“Red Flag offers intensive training and is a tremendous learning experience,” said Lt. Col. Dave DeAngelis, commander of the 419th Operations Group, Detachment 1. “The aggressor pilots are among the best of the best and spend their days learning the tactics of enemy air forces, so it definitely puts us to the test.” DeAngelis is an F-16 software engineer who is on continuous orders for the next three years in support of the F-35A program at Hill.

“We focus on adversary tactics all the time, so we are subject matter experts on how those [enemy] aircraft operate and perform. Then we replicate that here,” said Maj. Mark Klein, an Air Force Reserve pilot who flies with the 64th AS. Aggressor pilots say it’s a good day when they’re losing because it means the blue forces are winning the “war.”

The F-35 is providing offensive and defensive counter air, suppression of enemy air defense, and close air support against the enemy forces and is performing exceptionally well.

“Our stealthiness is proving very useful,” said Maj. Jayson Rickard, a Reserve F-35A pilot. “We’re striking targets, killing advanced surface-to-air missiles, and getting some air-to-air kills.” Rickard flies for Delta Air Lines and is also on three years of continuous orders to support the F-35A mission at Hill.

On the Nellis flightline, Hill’s F-35 maintainers are challenged to keep up with the high operations tempo and are generating eight-ship sorties twice daily. So far, F-35As here have flown 138 sorties with only a handful of maintenance issues.

“This jet is proving to be one of the most reliable combat aircraft I’ve ever seen,” said Master Sgt. Kyle Kutcher, a maintenance section chief with the 419th Aircraft Maintenance Squadron. Kutcher has maintained four different fighter aircraft and has attended seven Red Flags. “This jet makes it really easy for my maintainers because it’s designed to streamline maintenance procedures.”

The F-35 needs less test equipment, offers simplified operational checks, and has better part accessibility than its fourth-generation counterparts, Kutcher added.

“The ease of maintenance has been a real testament to the design of the aircraft,” said Staff Sgt. Justin Willobee, avionics specialist with the 419th AMXS. Willobee is a former F-16 maintainer and said he’s really enjoyed being part of the F-35A program.

“Pretty much everything we do is a first and it’s been great to see what this aircraft can do.”

Hill AFB will eventually be home to three operational F-35A fighter squadrons with a total of 78 aircraft by the end of 2019. The first operational F-35As arrived at Hill in October 2015 and reached initial operational capability in August 2016. The active duty 388th FW and Air Force Reserve 419th FW will fly and maintain the jet in a Total Force partnership, which capitalizes on the strength of both components.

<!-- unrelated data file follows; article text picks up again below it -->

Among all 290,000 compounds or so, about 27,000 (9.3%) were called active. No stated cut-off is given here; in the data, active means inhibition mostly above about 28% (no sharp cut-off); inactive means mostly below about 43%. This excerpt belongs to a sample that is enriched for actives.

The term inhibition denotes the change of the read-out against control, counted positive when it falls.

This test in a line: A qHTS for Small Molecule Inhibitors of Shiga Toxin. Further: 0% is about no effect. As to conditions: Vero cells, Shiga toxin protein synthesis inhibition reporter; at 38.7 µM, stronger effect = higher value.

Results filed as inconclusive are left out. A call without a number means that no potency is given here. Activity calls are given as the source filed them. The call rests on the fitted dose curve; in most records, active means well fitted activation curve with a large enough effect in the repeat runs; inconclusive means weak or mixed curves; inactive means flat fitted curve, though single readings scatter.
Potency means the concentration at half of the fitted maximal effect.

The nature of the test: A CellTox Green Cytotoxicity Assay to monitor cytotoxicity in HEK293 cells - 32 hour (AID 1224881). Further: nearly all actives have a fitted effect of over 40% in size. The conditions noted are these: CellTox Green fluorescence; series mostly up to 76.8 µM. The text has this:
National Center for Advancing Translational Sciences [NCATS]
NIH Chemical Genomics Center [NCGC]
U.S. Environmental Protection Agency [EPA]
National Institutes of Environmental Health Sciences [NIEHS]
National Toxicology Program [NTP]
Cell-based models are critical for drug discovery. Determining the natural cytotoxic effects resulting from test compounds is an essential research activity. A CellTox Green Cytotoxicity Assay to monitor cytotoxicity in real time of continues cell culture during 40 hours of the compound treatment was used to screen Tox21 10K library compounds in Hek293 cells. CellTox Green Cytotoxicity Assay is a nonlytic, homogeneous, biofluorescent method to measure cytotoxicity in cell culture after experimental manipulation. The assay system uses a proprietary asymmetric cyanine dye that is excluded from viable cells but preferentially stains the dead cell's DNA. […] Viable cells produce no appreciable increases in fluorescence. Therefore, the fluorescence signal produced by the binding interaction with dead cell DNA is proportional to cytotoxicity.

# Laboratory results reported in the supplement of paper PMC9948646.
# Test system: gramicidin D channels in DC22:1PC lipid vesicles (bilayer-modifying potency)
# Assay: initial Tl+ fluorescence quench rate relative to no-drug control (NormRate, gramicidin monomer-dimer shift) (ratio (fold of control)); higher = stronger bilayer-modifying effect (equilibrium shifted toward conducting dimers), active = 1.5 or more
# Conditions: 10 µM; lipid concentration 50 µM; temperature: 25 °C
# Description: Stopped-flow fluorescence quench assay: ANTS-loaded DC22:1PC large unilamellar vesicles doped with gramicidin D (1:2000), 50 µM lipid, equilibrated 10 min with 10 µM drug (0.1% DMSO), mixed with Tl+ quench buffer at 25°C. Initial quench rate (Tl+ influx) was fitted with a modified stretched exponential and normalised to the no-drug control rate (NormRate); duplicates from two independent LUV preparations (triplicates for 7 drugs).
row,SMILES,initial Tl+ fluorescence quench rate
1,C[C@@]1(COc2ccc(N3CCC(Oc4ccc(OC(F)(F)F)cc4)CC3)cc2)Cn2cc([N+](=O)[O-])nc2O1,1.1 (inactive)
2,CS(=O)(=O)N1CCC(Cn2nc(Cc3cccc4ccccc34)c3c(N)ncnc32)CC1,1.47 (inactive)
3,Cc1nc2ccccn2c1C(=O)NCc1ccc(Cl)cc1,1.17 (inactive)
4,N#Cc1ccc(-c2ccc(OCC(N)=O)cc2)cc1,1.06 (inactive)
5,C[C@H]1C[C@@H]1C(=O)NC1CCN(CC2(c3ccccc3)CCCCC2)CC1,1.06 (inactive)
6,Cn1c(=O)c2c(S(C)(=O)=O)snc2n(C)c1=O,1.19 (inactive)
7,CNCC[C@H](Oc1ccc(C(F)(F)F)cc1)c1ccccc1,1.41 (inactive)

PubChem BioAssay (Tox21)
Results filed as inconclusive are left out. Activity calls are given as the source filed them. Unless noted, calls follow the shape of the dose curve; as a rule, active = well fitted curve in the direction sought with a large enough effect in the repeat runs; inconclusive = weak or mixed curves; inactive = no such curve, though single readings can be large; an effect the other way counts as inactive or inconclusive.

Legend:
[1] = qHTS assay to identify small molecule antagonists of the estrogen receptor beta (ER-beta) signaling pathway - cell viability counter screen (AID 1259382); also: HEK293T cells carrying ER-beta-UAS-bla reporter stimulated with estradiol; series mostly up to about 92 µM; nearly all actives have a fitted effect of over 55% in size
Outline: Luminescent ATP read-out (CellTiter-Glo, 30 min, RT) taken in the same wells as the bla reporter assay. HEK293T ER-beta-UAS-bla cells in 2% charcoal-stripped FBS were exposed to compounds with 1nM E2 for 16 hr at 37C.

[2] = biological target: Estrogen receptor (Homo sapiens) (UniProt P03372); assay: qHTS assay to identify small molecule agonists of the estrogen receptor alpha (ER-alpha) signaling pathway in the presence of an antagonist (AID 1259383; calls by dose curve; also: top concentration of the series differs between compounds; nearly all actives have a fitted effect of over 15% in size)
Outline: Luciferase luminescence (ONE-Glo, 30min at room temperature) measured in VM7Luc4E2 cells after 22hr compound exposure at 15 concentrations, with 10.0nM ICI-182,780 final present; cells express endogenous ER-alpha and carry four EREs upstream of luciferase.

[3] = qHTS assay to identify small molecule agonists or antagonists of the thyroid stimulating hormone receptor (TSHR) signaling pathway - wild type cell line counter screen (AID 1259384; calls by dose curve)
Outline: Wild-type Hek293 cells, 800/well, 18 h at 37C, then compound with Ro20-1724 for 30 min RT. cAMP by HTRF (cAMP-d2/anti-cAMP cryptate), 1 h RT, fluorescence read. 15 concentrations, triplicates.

Florida Guardsmen Fly with Combat Ready F-35s
(Source: US Air Force; dated Jan 25, issued Feb 06, 2017)
ST. AUGUSTINE, FL. --- Airman 1st Class Chris O’Toole was not prepared for just how cold and thin the air at the 388th Fighter Wing on Hill Air Force Base, Utah, would get. The base spreads across a valley wedged between the mountains that send constant cold gusts right down the flight line. As an F-16 Falcon crew chief, that’s where O’Toole spent most of his time.

"It’s super dry, like nose-bleed dry, thin, thin air,” O’Toole said. "Being a Florida boy, I never acclimated the entire time I was there."

When O’Toole’s four-year active duty enlistment ended, so did his time at Hill AFB. He returned home to the Sunshine State where he discovered the 125th Fighter Wing in Jacksonville. He immediately signed up with only a single hiccup: he had to move on from his beloved F-16 and learn to crew chief the F-15 Eagle.

It’s been eight years since then, and just like O’Toole, the 388th FW at Hill AFB has also moved on from the F-16. They, along with the Air Force Reserve 419th FW, are now home to the F-35A Lightning II – the most advanced multi-role fighter jet in the world.

The U.S. Air Force declared the F-35 at Hill AFB "combat ready” in August 2016. Five months later, they tested that declaration in exercise Red Flag at Nellis Air Force Base, Nevada, from Jan. 23 to Feb. 10.

“Our Airmen are excited to bring the F-35 to a full-spectrum combat exercise,” said Col. David Lyons, 388th Fighter Wing commander. “This battle space is going to be a great place to leverage our stealth and interoperability. It’s a lethal platform and I’m confident we will prove to be an invaluable asset to the commander.”

Red Flag is the Air Force's premier air-to-air combat training exercise. Maj. Jeffrey Falanga, 414th Combat Training Squadron director of operations, said “Red Flag is vitally important because it provides a realistic training environment for the air, ground, space and cyber domains to be able to practice interoperability both with U.S., joint and coalition forces.”